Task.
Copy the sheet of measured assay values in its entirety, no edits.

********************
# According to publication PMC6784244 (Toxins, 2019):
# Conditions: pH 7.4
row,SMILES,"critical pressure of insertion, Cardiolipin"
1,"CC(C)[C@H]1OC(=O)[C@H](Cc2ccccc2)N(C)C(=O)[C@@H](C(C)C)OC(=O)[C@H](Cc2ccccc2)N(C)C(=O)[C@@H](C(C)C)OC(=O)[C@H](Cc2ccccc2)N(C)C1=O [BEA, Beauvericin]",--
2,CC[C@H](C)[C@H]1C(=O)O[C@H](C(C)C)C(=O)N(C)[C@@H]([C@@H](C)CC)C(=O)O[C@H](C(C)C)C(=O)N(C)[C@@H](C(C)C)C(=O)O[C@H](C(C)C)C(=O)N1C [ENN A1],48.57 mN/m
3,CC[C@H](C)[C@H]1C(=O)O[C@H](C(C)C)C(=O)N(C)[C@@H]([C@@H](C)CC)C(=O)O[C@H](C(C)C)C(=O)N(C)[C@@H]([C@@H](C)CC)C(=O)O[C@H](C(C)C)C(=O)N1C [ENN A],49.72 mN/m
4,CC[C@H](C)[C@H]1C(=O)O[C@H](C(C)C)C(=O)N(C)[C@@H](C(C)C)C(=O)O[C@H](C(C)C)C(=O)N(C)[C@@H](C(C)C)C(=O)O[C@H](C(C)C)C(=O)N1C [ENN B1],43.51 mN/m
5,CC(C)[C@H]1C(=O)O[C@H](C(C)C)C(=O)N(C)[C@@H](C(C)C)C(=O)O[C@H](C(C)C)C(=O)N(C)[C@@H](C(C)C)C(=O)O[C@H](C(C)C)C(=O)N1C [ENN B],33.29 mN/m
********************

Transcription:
# According to publication PMC6784244 (Toxins, 2019):
# Conditions: pH 7.4
row,SMILES,"critical pressure of insertion, Cardiolipin"
1,"CC(C)[C@H]1OC(=O)[C@H](Cc2ccccc2)N(C)C(=O)[C@@H](C(C)C)OC(=O)[C@H](Cc2ccccc2)N(C)C(=O)[C@@H](C(C)C)OC(=O)[C@H](Cc2ccccc2)N(C)C1=O [BEA, Beauvericin]",--
2,CC[C@H](C)[C@H]1C(=O)O[C@H](C(C)C)C(=O)N(C)[C@@H]([C@@H](C)CC)C(=O)O[C@H](C(C)C)C(=O)N(C)[C@@H](C(C)C)C(=O)O[C@H](C(C)C)C(=O)N1C [ENN A1],48.57 mN/m
3,CC[C@H](C)[C@H]1C(=O)O[C@H](C(C)C)C(=O)N(C)[C@@H]([C@@H](C)CC)C(=O)O[C@H](C(C)C)C(=O)N(C)[C@@H]([C@@H](C)CC)C(=O)O[C@H](C(C)C)C(=O)N1C [ENN A],49.72 mN/m
4,CC[C@H](C)[C@H]1C(=O)O[C@H](C(C)C)C(=O)N(C)[C@@H](C(C)C)C(=O)O[C@H](C(C)C)C(=O)N(C)[C@@H](C(C)C)C(=O)O[C@H](C(C)C)C(=O)N1C [ENN B1],43.51 mN/m
5,CC(C)[C@H]1C(=O)O[C@H](C(C)C)C(=O)N(C)[C@@H](C(C)C)C(=O)O[C@H](C(C)C)C(=O)N(C)[C@@H](C(C)C)C(=O)O[C@H](C(C)C)C(=O)N1C [ENN B],33.29 mN/m